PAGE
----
Now, I’d like to bring you on to metal containing
enzymes. Metal-activated enzymes associate
loosely with ions. And they usually come from
the group 1 or group 2 part of the periodic
Although some of them, as we will see, such
as zinc or iron containing enzymes come from
the transition metal. And they use these ions
to adopt a specific structure or shapes, sometimes
bringing together more than one protein.
Metalloenzymes is the general name for these
and they contain tightly bound metals usually
from the transition block which can bind substrates
in specific orientations and carry out RedOx
reactions with changes in the metal oxidation
state. It’s also possible for them to stabilise
negative charges. Around a third of all enzymes
require the presence of a metal ion for activity.
So, let’s have a particular look at our friend
carbonic anhydrase. This is the enzyme, if
you remember, that’s is responsible for
the conversion of carbon dioxide and water
into hydrogen carbonate.
Here, you can see a diagram which shows the
orientation of different amino acid residues
in relation to zinc, which remember is found
as a transition metal within the periodic
table, in order to hold these particular groups
Note the coordination of the histidine 96
residue, the histidine 94 residue and the
histidine 119 residue. So, all of those key
histidine residues are donating electrons
into the shell of the zinc ion in the center.
Also, note the coordination with water that's
shown here as H2O. This is very important
in relation to how it coordinates with the
carbon dioxide. So, how does it actually work?
Let’s go through it step by step.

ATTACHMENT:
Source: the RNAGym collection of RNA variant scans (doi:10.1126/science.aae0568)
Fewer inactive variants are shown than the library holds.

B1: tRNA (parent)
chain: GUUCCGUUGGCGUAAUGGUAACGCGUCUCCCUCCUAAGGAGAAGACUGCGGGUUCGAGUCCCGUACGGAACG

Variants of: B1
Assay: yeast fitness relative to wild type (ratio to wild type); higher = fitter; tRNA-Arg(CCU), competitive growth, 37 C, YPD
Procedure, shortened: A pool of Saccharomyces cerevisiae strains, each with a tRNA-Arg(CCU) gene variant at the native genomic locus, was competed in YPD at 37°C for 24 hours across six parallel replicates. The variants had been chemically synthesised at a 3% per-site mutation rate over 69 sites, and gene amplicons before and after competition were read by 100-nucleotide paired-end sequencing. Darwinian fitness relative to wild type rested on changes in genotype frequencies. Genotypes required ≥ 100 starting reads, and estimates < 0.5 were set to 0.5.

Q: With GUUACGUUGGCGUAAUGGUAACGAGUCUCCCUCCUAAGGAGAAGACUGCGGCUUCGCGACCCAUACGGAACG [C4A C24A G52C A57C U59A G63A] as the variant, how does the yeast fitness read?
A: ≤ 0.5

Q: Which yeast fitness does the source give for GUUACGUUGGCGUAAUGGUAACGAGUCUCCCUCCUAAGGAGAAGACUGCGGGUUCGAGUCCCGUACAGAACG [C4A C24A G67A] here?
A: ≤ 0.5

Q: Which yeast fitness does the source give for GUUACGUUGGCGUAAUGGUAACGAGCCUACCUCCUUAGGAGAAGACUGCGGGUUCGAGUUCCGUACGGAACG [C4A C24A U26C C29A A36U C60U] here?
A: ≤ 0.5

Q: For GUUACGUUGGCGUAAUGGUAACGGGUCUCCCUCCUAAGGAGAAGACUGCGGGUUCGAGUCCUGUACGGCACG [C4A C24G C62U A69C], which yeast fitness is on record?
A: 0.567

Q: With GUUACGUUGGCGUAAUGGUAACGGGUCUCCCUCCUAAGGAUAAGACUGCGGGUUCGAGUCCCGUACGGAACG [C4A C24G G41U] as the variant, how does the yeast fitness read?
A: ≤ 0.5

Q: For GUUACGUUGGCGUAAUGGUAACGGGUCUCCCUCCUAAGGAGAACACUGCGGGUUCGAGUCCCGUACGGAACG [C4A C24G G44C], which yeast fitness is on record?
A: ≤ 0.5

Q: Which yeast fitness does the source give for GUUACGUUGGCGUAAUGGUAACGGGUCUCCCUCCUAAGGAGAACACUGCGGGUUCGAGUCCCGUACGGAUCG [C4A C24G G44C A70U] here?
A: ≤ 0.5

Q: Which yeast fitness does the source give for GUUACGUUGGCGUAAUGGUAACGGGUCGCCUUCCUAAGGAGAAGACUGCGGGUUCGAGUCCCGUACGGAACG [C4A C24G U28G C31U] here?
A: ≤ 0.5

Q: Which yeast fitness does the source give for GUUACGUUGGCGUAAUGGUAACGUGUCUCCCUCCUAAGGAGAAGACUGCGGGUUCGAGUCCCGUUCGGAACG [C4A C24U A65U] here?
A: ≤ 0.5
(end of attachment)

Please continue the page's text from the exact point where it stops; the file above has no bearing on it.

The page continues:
Here we have, in the left hand side corner,
a zinc which is tetrahedrally coordinated
to the imidazole rings of 3 histidine residues
and if you are unsure as to what we mean by
that, I recommend that you look up histidine
as an amino acid.
And you will see that you are looking at the
imidazole nitrogen containing cyclic structure
which donates electrons into the zinc positively
charged cation and holds it together.
In the first instance, what we have is water
coordinated to the Zn2+, the zinc ion, as
we saw in the previous diagram. What happens
in this scenario is the coordination makes
the one of the protons on the water more labile
and this results in the coordination effectively
of a hydroxyl group to the zinc 2+ resulting
in the loss of H+, as we can see.
Now, we have a negative charge on that oxygen,
this can then nucleophilically attack our
carbon dioxide, shown here on the right hand
side. Bear in mind, if you recall back when
we were talking about dipoles, it’s important
to realise that where we have those two very
electronegative oxygens pulling electron density
away from that carbon, that carbon itself
is going to be quite delta positive.
This means the negative charge on the oxygen
would find it easy to carry out a nucleophilic
attack on that carbon breaking open that carbon
oxygen double bond.
Once that happens, you have a coordination
effect, as you can see here, where you have
the oxygen, now covalently bound to the carbon
of the carbon dioxide. And this ultimately
results in the release of hydrogen carbonate.
Note now, the complex iron CO3- is only loosely
bound by that dative covalent bond shown
as a dash between the zinc 2+ and the oxygen
and HCO3 can be produced.
Enzymes and drugs.
So, not only are enzymes important in maintaining
reactions within the body, everything from,
as I said, glycolysis, metabolism, catabolism
and so forth, they are also important in regulating
Enzymes bring about drug metabolism and of particular
importance are the cyctochrome P-450 mixed
function oxidases that are often found in
Some enzymes can be used to activate pro-drugs,
as we have already said and as we will see
in greater detail a little later on. Enzymes
themselves can sometimes be drug targets.
And some disease states arise through the
malfunctioning of a specific enzyme.
If the body is, for example, attacked by foreign
invaders, e.g. micro-organisms or viruses
then these can be halted by the interference
with their enzymes.